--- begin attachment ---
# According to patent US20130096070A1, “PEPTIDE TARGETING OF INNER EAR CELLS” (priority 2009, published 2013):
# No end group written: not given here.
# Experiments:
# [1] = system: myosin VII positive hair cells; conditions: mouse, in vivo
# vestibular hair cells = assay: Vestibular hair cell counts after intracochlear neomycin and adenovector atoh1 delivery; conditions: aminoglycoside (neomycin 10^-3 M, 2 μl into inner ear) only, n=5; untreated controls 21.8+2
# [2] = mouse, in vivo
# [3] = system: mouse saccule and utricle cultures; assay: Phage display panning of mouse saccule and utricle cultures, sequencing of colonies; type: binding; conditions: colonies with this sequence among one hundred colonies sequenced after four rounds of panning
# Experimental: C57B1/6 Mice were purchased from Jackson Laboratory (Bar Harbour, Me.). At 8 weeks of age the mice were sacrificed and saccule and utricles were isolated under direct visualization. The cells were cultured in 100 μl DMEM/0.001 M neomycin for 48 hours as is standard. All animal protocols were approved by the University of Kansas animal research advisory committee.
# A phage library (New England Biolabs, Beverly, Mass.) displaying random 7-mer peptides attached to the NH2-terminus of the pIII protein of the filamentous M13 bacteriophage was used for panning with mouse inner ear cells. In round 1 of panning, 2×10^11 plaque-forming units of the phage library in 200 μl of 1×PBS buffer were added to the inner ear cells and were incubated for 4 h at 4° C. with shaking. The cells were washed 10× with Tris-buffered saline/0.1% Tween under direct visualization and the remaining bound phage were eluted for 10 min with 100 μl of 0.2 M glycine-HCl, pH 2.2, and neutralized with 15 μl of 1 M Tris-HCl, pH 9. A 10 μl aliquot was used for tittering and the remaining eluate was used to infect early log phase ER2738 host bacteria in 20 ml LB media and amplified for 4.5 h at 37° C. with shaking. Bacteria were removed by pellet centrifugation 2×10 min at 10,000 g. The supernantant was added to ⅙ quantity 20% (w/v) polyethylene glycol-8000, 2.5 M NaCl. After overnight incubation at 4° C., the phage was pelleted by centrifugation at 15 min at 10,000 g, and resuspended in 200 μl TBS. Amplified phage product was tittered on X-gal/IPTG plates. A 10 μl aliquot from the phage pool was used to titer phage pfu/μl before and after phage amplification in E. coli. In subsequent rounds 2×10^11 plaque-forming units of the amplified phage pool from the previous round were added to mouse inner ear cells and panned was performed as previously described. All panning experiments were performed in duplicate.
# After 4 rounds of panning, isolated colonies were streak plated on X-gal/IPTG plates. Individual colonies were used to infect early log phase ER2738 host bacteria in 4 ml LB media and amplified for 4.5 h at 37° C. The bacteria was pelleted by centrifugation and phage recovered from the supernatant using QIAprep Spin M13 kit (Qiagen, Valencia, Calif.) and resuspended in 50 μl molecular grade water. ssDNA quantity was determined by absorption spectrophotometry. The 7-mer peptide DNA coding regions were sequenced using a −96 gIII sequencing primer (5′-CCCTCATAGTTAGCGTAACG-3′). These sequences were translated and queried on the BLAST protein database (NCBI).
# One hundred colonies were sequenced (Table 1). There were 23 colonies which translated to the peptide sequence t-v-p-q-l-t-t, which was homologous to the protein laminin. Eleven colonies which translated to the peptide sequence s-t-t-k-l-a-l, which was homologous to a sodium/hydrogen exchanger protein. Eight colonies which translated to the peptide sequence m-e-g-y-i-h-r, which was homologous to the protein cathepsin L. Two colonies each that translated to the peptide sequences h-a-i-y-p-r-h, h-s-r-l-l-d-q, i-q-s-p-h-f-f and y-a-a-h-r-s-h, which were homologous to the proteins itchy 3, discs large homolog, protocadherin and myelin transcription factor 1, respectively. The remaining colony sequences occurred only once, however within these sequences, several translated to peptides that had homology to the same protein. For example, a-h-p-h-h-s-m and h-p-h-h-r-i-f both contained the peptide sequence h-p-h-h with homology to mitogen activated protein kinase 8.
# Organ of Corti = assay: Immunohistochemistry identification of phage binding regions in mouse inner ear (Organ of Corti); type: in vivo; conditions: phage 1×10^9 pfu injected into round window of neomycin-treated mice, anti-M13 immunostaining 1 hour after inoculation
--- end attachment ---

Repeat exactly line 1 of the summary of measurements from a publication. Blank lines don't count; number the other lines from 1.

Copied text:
# According to patent US20130096070A1, “PEPTIDE TARGETING OF INNER EAR CELLS” (priority 2009, published 2013):